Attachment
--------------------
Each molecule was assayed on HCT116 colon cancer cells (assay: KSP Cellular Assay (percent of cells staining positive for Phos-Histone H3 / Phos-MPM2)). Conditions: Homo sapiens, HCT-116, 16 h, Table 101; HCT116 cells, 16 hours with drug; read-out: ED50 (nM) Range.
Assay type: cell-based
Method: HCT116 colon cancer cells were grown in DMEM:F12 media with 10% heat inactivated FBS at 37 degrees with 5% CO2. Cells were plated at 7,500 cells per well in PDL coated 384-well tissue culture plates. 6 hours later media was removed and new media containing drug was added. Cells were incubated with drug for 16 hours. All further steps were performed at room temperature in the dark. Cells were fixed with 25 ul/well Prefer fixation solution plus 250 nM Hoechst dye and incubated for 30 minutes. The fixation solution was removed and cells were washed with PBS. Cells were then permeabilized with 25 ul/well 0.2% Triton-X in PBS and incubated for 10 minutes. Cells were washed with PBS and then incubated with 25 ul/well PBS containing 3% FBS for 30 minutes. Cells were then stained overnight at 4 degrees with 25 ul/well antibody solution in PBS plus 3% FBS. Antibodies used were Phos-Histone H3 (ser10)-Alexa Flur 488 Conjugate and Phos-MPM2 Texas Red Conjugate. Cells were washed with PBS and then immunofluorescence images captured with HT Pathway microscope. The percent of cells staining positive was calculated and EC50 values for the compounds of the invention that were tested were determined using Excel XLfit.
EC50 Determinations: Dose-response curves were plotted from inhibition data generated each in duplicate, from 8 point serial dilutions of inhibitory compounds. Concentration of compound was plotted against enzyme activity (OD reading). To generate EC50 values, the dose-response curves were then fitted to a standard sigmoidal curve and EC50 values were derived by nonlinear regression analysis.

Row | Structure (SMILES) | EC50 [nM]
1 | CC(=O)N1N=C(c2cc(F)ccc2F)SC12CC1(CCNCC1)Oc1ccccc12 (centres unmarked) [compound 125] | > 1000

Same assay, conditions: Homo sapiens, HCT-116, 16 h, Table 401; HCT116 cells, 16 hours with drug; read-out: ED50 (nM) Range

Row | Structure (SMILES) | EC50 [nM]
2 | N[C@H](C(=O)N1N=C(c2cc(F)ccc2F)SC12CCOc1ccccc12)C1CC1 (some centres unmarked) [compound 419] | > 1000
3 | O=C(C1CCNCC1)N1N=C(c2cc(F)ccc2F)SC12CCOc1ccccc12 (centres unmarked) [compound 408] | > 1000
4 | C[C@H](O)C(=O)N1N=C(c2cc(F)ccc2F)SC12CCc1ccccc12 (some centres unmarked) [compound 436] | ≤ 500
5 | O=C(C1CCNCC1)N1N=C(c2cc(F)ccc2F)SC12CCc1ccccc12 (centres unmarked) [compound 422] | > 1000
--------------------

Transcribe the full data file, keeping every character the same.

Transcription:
Each molecule was assayed on HCT116 colon cancer cells (assay: KSP Cellular Assay (percent of cells staining positive for Phos-Histone H3 / Phos-MPM2)). Conditions: Homo sapiens, HCT-116, 16 h, Table 101; HCT116 cells, 16 hours with drug; read-out: ED50 (nM) Range.
Assay type: cell-based
Method: HCT116 colon cancer cells were grown in DMEM:F12 media with 10% heat inactivated FBS at 37 degrees with 5% CO2. Cells were plated at 7,500 cells per well in PDL coated 384-well tissue culture plates. 6 hours later media was removed and new media containing drug was added. Cells were incubated with drug for 16 hours. All further steps were performed at room temperature in the dark. Cells were fixed with 25 ul/well Prefer fixation solution plus 250 nM Hoechst dye and incubated for 30 minutes. The fixation solution was removed and cells were washed with PBS. Cells were then permeabilized with 25 ul/well 0.2% Triton-X in PBS and incubated for 10 minutes. Cells were washed with PBS and then incubated with 25 ul/well PBS containing 3% FBS for 30 minutes. Cells were then stained overnight at 4 degrees with 25 ul/well antibody solution in PBS plus 3% FBS. Antibodies used were Phos-Histone H3 (ser10)-Alexa Flur 488 Conjugate and Phos-MPM2 Texas Red Conjugate. Cells were washed with PBS and then immunofluorescence images captured with HT Pathway microscope. The percent of cells staining positive was calculated and EC50 values for the compounds of the invention that were tested were determined using Excel XLfit.
EC50 Determinations: Dose-response curves were plotted from inhibition data generated each in duplicate, from 8 point serial dilutions of inhibitory compounds. Concentration of compound was plotted against enzyme activity (OD reading). To generate EC50 values, the dose-response curves were then fitted to a standard sigmoidal curve and EC50 values were derived by nonlinear regression analysis.

Row | Structure (SMILES) | EC50 [nM]
1 | CC(=O)N1N=C(c2cc(F)ccc2F)SC12CC1(CCNCC1)Oc1ccccc12 (centres unmarked) [compound 125] | > 1000

Same assay, conditions: Homo sapiens, HCT-116, 16 h, Table 401; HCT116 cells, 16 hours with drug; read-out: ED50 (nM) Range

Row | Structure (SMILES) | EC50 [nM]
2 | N[C@H](C(=O)N1N=C(c2cc(F)ccc2F)SC12CCOc1ccccc12)C1CC1 (some centres unmarked) [compound 419] | > 1000
3 | O=C(C1CCNCC1)N1N=C(c2cc(F)ccc2F)SC12CCOc1ccccc12 (centres unmarked) [compound 408] | > 1000
4 | C[C@H](O)C(=O)N1N=C(c2cc(F)ccc2F)SC12CCc1ccccc12 (some centres unmarked) [compound 436] | ≤ 500
5 | O=C(C1CCNCC1)N1N=C(c2cc(F)ccc2F)SC12CCc1ccccc12 (centres unmarked) [compound 422] | > 1000